Unfortunately, the strategy of plant selection is not well understood in design and architecture where aesthetics dominate, according to John Rayner, senior lecturer in urban horticulture, Burnley Campus, University of Melbourne.
“Many design professionals will choose flowers for façades and won’t let them grow first,” Rayner said. “They need to choose plants that will meet the functional outcomes for the site – plant selection is crucial to this process."
For example, Rayner believes air plants such as the Tillandsia, which does not require soil and can absorb moisture through its leaves, provide a wonderful aesthetic for cities, but to reap maximum cooling benefits, the key is to go for size through trees and large green leaf vegetation.
Green façades are a testament to this as reported in a recent study titled New Green Façades as Passive Systems for Energy Savings on Buildings, which states, "Green façades and green walls act basically as passive systems through four mechanisms; the shadow produced by the vegetation, the insulation provided by vegetation and substrate, the evaporative cooling through evapotranspiration, and finally the barrier effect to the wind."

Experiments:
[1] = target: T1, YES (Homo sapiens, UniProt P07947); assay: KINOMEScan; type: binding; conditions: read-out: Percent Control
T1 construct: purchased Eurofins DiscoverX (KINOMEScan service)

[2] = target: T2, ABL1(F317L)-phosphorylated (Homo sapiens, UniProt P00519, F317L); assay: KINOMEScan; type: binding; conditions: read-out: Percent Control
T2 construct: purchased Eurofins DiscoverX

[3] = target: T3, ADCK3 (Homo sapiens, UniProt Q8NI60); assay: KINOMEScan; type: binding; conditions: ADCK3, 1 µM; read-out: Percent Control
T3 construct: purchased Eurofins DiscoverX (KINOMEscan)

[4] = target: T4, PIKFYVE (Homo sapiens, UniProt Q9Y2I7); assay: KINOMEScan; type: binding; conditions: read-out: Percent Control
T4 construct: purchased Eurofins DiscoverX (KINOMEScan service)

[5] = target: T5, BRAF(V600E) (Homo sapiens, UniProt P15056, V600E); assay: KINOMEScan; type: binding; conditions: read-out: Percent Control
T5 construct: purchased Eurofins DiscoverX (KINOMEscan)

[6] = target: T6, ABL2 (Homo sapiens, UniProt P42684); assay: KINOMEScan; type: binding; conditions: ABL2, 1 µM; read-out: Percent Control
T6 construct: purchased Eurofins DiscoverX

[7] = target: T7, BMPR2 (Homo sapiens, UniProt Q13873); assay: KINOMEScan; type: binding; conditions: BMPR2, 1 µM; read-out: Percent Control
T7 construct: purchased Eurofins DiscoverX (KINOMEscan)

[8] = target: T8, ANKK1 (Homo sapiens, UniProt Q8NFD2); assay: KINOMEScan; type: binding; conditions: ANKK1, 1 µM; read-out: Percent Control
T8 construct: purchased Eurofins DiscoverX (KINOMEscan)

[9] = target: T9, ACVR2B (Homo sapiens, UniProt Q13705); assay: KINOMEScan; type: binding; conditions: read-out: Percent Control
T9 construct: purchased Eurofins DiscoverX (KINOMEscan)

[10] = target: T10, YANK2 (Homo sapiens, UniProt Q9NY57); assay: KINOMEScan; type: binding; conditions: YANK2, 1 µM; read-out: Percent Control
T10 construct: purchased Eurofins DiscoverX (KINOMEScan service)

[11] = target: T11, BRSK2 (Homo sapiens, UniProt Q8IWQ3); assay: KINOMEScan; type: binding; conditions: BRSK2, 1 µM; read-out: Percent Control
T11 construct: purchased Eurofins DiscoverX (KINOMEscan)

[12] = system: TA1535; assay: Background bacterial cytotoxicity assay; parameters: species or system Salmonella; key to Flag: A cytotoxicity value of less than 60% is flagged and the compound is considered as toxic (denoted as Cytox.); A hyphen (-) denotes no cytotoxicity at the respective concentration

The next consideration is sunlight which, according to Rayner, is crucial to the survival of a green façade but is woefully underestimated. He noted that most façades are being developed in dark inner city canyons, which can further compromise plant growth. As a result, shading and location should also be a decision factor when selecting plants.
So when making the decision to build a façade, who should be involved?
Perhaps counterintuitively, Rayner believes landscape architects are not the best people for this job but commends architects on 'getting it'.
He cited maintenance concerns, noting that some plants can be technically difficult to install and maintain, with access, irrigation and pruning all potential obstacles. He added that the industry is just now learning what does and does not work and the technologies that help green facades survive and thrive while remaining distinct.
The key consideration, he said, is soil substrate. “Most of the research demonstrates that the container sizes are inadequate for longevity,” he said. “The challenge is not now, it’s in 10 to 20 years … The best thing to do is get these plants in the ground with a good quality soil based planting location."
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